Tree Hugger Challenge!

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Trees work hard and take care of us. It only makes sense that we take care of them. In this activity,
students learn about and share ways to protect trees.

Grade level: K-3, 4-6

Learning Objectives:
– Recognize the interconnectedness between humans and trees
– Identify behaviours that can reduce human impact on trees

During this activity, students will:
– Observe their daily habits and identify changes they can make to better take care of trees
– Share the importance of taking care of trees with those around them


• TREErific Habits
• TREErific Handout (one per student)

Set up:

Prepare one Your TREErific Habits handout for each student in the class using GOOS (Good on one side) paper or another tree-friendly medium.


1. Ask students what they know about trees and how they help us. The following points from the Trees and Climate Change info sheet can help lead the discussion:

  • Give us oxygen to breathe
  • Give us food like fruit and nuts
  • Are home to lots of animals
  • Give us wood and paper
  • Can be used to make medicine
  • Give us shade to help cool down
  • Help fight climate change by absorbing carbon dioxide
  • Help remove pollutants from the air
  • Filter water and help keep it clean

These resources can help you introduce the topic:

Sid the Science Kid – Beautiful Trees (Song, 1:44)
The Genius of Trees by Philip Bunting
The Magic and Mystery of Trees by Jen Green and illustrated by Claire McElfatrick

2. Next, discuss some of the problems that result from deforestation, or permanently cutting down trees. Here are a few suggestions to get you started:

  • Less food for us and for wildlife
  • Loss of wildlife habitat
  • Less absorption of carbon dioxide
  • More erosion such as the breakdown of river banks (the roots of trees absorb extra water)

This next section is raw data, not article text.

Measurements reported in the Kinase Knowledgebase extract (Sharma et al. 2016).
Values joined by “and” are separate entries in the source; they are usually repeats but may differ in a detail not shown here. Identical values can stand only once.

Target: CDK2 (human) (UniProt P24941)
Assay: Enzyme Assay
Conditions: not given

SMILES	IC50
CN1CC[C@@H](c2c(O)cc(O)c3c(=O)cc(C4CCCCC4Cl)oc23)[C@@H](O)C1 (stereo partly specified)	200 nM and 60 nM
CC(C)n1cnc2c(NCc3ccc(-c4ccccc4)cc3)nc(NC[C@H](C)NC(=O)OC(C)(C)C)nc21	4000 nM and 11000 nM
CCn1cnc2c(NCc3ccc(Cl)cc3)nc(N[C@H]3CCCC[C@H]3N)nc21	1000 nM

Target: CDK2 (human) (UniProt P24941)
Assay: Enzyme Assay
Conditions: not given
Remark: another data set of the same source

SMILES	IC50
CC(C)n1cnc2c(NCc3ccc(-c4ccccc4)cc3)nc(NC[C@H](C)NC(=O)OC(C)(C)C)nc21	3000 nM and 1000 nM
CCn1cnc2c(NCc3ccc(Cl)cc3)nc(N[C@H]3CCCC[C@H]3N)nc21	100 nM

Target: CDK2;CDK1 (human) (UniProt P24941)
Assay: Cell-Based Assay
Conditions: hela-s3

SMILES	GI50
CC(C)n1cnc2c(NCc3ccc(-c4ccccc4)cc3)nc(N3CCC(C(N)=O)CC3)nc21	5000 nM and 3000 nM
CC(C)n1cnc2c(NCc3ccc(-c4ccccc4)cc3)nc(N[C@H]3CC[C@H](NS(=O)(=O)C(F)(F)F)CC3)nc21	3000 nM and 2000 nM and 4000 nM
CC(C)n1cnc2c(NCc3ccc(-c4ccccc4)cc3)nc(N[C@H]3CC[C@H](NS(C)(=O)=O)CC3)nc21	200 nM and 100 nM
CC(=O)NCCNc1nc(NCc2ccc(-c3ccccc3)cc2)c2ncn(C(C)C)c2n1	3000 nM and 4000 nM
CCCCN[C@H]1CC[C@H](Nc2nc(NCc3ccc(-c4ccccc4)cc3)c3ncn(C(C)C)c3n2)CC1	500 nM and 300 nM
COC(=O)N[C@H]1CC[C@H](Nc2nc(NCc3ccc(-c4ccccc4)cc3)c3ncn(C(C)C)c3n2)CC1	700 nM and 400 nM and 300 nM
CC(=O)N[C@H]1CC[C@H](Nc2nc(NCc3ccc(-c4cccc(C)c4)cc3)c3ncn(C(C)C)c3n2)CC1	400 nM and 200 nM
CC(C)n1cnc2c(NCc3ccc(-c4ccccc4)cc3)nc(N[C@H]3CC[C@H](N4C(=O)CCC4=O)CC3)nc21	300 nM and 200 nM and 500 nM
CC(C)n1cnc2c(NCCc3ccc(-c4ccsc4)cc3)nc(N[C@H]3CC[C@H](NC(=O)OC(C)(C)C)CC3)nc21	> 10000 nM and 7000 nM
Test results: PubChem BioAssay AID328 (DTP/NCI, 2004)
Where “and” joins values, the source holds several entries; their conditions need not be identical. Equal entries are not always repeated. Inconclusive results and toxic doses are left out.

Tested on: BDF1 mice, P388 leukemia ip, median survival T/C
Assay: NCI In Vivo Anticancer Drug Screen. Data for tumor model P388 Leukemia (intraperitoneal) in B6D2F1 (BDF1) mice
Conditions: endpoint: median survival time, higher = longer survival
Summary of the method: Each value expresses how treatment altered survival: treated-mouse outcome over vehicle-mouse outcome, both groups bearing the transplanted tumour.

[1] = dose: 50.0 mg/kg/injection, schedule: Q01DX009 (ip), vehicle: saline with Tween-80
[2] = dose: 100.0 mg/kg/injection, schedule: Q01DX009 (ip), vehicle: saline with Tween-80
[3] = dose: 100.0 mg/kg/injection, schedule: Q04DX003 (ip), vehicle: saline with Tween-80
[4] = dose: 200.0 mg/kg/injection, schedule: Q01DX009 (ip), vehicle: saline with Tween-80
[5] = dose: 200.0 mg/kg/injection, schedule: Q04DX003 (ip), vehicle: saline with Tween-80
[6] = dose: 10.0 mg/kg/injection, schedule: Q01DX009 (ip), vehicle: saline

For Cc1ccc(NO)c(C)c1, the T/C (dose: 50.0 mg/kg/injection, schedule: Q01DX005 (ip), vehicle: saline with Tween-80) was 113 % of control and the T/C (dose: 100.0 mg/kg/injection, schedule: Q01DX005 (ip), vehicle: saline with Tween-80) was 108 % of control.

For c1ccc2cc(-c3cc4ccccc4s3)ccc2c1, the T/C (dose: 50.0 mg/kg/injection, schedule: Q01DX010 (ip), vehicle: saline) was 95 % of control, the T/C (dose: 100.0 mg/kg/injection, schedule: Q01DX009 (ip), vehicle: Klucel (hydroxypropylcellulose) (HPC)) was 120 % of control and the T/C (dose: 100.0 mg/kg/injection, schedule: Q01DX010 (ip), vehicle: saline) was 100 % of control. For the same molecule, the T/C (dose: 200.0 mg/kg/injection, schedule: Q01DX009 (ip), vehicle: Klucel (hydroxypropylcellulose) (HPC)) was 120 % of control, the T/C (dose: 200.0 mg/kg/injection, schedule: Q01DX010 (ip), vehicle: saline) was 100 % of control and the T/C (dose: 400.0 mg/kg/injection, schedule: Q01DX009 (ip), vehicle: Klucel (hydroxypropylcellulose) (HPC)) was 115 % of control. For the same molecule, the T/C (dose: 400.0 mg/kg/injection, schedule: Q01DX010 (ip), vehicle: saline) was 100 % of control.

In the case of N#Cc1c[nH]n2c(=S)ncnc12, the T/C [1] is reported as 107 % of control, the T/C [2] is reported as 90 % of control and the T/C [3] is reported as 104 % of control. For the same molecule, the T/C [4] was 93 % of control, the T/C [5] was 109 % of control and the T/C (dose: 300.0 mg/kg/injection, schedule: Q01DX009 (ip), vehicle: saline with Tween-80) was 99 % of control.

3. Do a think-pair-share, asking the students what we can do to take care of the trees around us.

    4. Explain the activity:  To help take care of trees, this week we are going to do the Tree Hugger Challenge! In this challenge, we are going to try to adopt as many tree-friendly habits as possible. Using the Six TREErific Habits sheet, explain the six habits to the students and answer any questions.

    5. Distribute the Your TREErific Habits handout and explain to the students how to fill it out: Every day for one week, you are going to put a checkmark next to the habits that you do that day. You can only check each habit once a day. At the end of the week, we’ll see how many habits we’ve done together.

Results and Discussion

At the end of the week, make a full class tally for each habit and talk about the results with the class.

  1. Why do you think this habit (the one with the highest number of checks) was the easiest for the class?
  2. Why do you think this habit (the one with the least number of checks) was the most difficult for the class?
  3. Was there another habit you found difficult? Why?
  4. Which other habits could we add to the challenge?
  1. Why do you think we use so much paper? How could we change this?
  2. How do you think we can get people to change their habits?
  3. For the “Get talking about trees!” habit, what did you tell people about trees? What do you think is most important for them to know?

Next step

Ask each student to pick the most important message they learned this week that they would like to pass along. Remind them that it doesn’t have to be the same message for everyone. Challenge them to share it with 5 different people over the day (not including members of the class). The following day, discuss the reactions they had to their messages.

Upload a picture of your class hugging a tree to join our Tree Huggers Hall of Fame!

Extension activities

Make your own paper (Canada Science and Technology Museum)


The Genius of Trees by Philip Bunting
The Magic and Mystery of Trees by Jen Green and illustrated by Claire McElfatrick

Sid the Science Kid – Beautiful Trees (Song, 1:44)

Forests are big ecosystems (Earth Rangers Podcast)

Trees and Climate Change (Earth Rangers)
Tree Guide to Canada (Earth Rangers)

To go further in depth about the role and importance of trees in our lives, Project Learning Tree Canada, our partner in the Nature Education Collective, has created the Forest Literacy Framework. It provides clear explanations of terms and ideas related to trees and forests. Their exploring your Environment K-8 Activity Guide provides a variety of activities to help deepen understanding among students of these concepts.

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